This beautiful and inspiring late 19th century tarot set was produced by an anonymous artist and published in Serravalle-Sesia, Italy in 1880. The publisher is believed to be Fratelli Avondo. The designs are inspired by an earlier pack created in 1835 by the Lombard engraver Carlo Dellarocca. The cards have fine detail with plenty of old world charm, and the colouring, costumes and backgrounds are all richly detailed, which makes them very attractive for card readers. The numbers on the Trump cards are shown in all four corners, with the lower right numbers upside-down to aid in interpreting reversals.
Member since February 01, 1996View Articles
Curator and editor of the World of Playing Cards since 1996. He is a former committee member of the IPCS and was graphics editor of The Playing-Card journal for many years. He has lived at various times in Chile, England and Wales and is currently living in Extremadura, Spain. Simon's first limited edition pack of playing cards was a replica of a seventeenth century traditional English pack, which he produced from woodblocks and stencils.
Tarot game pack with fantasy sci-fi artwork on the trumps published by Pocket SF, France.
Carte da Gioco Toscana souvenir deck, 2002.
Stylish monochrome designs by the Archinstudio of Guido Bolzani and Gian-Piero Spagnolo, printed by Masenghini, Bergamo, Italy, 1977.
A recreated of the original 1876, No. 18, Triplicate deck by A. Dougherty by Michael Scott in 2014.
Gó Succo fruit juice promotion deck featuring Walt Disney cartoons.
San Marino stamp designs combined with photographic views by La Fotometalgrafica Emiliana, c.1975.
Myriorama of Italian scenery, 1824.
La Sibylle des Salons facsimile of 19th century deck published by J M Simon, 1979.
Portraits of a Lady by Lo Scarabeo, 2003.
Alice with artwork by Jesús Blasco, published by Lo Scarabeo, 2003.
Liberty playing cards designed by Antonella Castelli, published by Lo Scarabeo, 2003.
Il Circo illustrated by Jules Garnier, published by Lo Scarabeo, 2004.
Facsimile of Swiss William Tell deck from c.1870 published by Lo Scarabeo.
A facsimile of an early 19th century French-suited deck from the collection of F.X. Schmid.
Le Jeu du Destin Antique, originally published by Grimaud in XIX c., republished many times since...
Baracca & Burattini puppetry deck printed by Dal Negro, 1998.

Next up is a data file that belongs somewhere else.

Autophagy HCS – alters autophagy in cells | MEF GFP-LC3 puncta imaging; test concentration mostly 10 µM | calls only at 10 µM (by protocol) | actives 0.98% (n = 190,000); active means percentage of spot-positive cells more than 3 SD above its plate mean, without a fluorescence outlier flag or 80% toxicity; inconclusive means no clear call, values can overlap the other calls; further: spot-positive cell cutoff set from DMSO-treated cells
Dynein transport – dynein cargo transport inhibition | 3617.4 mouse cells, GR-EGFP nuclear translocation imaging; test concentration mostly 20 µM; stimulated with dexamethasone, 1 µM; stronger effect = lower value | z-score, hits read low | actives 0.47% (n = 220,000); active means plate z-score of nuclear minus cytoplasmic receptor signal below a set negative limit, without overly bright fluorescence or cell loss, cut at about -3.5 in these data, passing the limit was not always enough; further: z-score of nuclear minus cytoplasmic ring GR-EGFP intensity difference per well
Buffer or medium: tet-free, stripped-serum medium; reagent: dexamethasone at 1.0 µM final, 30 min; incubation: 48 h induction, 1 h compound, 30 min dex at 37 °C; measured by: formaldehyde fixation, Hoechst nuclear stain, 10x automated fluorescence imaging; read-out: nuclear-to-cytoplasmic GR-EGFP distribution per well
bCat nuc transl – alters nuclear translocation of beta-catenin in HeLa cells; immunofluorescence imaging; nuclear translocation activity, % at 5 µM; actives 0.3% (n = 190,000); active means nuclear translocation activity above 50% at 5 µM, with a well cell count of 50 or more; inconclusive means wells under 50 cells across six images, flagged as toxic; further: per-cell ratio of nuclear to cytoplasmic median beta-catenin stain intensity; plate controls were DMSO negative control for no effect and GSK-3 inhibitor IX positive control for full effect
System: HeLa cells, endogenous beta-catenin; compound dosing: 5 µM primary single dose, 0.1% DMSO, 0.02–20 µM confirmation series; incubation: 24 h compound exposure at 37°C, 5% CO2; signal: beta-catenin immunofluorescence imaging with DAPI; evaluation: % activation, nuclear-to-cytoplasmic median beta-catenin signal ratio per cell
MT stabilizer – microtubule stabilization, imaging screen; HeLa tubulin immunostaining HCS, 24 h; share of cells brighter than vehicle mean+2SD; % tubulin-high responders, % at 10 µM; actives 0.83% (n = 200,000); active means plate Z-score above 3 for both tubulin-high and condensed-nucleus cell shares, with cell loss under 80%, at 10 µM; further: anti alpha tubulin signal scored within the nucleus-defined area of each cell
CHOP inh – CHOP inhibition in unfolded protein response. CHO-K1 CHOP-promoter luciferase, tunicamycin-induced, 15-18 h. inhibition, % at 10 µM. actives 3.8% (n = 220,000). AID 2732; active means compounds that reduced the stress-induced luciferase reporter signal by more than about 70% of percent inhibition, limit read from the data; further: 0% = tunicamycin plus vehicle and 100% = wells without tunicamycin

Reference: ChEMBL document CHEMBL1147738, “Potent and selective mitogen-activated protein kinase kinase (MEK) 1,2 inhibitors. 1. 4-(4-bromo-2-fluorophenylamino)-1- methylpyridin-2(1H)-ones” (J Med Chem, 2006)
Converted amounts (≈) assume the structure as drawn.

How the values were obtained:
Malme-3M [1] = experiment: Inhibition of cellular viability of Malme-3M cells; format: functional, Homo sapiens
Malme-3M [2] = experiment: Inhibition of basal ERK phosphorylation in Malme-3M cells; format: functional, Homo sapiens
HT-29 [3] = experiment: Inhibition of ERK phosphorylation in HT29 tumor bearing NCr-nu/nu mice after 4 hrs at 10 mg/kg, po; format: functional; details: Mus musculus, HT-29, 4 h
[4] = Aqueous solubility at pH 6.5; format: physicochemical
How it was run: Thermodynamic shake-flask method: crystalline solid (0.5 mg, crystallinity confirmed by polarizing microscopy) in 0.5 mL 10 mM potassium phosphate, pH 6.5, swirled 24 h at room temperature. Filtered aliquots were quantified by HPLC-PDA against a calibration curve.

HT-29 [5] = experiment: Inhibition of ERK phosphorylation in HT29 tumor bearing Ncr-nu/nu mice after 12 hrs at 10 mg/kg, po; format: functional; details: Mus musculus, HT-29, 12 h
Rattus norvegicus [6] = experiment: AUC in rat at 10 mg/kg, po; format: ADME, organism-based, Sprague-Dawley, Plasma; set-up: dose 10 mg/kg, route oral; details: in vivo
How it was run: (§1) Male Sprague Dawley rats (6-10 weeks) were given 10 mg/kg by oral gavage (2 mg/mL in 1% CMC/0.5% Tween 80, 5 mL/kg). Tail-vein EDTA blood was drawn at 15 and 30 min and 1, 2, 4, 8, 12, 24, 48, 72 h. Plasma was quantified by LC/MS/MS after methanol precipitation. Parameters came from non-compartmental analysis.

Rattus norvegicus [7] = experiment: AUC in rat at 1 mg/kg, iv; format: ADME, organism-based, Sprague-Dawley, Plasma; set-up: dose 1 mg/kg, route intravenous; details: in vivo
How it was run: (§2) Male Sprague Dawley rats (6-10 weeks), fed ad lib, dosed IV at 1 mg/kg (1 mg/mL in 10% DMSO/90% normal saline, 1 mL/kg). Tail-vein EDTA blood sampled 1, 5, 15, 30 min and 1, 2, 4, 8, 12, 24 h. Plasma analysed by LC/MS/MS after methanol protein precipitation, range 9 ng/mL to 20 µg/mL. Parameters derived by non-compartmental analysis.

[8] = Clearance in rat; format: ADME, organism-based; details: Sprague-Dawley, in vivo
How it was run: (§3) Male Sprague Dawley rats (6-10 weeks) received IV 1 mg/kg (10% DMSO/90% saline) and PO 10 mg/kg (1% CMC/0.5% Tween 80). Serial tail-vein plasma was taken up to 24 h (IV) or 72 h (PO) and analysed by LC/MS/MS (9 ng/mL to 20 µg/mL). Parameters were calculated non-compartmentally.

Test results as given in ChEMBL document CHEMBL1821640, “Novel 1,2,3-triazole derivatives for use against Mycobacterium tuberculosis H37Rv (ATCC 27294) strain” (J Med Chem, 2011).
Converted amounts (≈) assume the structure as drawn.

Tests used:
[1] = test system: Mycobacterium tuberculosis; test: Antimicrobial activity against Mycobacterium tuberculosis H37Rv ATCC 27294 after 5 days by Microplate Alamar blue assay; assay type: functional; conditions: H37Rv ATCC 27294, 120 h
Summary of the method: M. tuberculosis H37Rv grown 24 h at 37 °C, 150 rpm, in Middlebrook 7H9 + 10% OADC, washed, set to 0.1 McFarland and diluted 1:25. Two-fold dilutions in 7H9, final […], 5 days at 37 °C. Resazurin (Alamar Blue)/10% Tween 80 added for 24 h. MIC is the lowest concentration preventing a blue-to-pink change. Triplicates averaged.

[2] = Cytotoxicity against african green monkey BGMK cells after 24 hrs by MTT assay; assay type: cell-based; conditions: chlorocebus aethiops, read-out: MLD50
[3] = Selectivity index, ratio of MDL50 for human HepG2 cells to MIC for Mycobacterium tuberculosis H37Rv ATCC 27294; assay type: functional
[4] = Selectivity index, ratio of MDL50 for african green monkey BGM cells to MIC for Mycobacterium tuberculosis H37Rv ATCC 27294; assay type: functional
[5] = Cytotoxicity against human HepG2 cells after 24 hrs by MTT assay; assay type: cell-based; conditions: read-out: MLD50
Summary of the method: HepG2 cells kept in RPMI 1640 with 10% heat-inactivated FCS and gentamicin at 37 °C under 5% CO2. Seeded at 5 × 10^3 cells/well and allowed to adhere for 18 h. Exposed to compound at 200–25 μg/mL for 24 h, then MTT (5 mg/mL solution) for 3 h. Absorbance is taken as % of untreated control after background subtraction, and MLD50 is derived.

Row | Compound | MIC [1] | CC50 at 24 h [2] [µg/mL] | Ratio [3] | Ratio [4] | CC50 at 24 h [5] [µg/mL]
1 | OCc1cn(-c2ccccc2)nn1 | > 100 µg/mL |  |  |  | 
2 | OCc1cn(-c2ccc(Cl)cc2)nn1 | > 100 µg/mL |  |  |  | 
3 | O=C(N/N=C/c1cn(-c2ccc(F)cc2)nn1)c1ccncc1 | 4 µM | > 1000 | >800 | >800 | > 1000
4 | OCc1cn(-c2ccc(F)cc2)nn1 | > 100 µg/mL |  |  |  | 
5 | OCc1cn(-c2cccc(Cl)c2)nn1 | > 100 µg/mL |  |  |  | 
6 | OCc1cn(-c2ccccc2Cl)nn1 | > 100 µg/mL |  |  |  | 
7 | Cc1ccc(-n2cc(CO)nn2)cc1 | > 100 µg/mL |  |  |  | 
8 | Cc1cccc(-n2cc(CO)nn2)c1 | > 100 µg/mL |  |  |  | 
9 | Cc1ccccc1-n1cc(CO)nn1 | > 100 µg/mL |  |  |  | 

Martin Mystère based on the comic book by Alfredo Castelli. The cards were designed by Giancarlo Alessandrini.
Caleb Bartlett patriotic deck (reproduction), around 1835-40.
Reproduction of Richard Blome’s Heraldic playing cards, 1684, presented to lady guests at WCMPC Summer Meeting in 1888.
Facsimile of ‘Wilhelm Tell’ Hungarian deck by Salamon Antal, Keczkemét, 1860.
Facsimile of “Le Jeu de la Guerre” designed by Gilles de la Boissière in 1698.
Egyptian Tarot published by Naipes La Banca, Buenos Aires, c.1980.
A Motley Pack - transformation playing cards & ‘On The Cards’ book facsimile published by Sunish Chabba, 2019.
Facsimile of patriotic 1878 Tyrolean playing cards published by Piatnik in 1992.
Facsimile of Tarot de Marseille by Iohann Christoph Hes, Augsburg, c.1750.
Avventure di Pinocchio by Dal Negro, based on Carlo Collodi’s famous 1883 novel “The Adventures of Pinocchio”.
Facsimile of Dondorf’s “Musikalisches Kartenspiel” (c.1862) published by Lo Scarabeo, 2004
Pinocchio fairy tale playing cards illustrated by Iassen Ghiuselev for Lo Scarabeo, 2003.
Jeu Grotesque was first published in France c.1800.
Dal Negro Bridge set featuring old Vienna pattern courts.
“Carte Romane” designed by Giorgio Pessione, 1973, celebrating the history of Rome.
Cuccù or Cucco, an ancient Italian card game, published by Masenghini, 1979.
Sarde pattern published by Modiano, c.1975, based on early XIX century Spanish model.
The Triestine pattern is derived from the Venetian (Trevisane) pattern but with its own characteristics.
Primiera Bolognese by Modiano, c.1975
Bergamasche Pattern by Modiano, 1970s.
Bharata Major Arcana Tarot by Ishan Trivedi & Sunish Chabba, 2018. Inspired by Indian art forms.
Facsimile edition of Swiss suited deck first published by Johannes Müller in c.1840.
Tarocchini Bolognesi by Carlo Zanardi, c.1850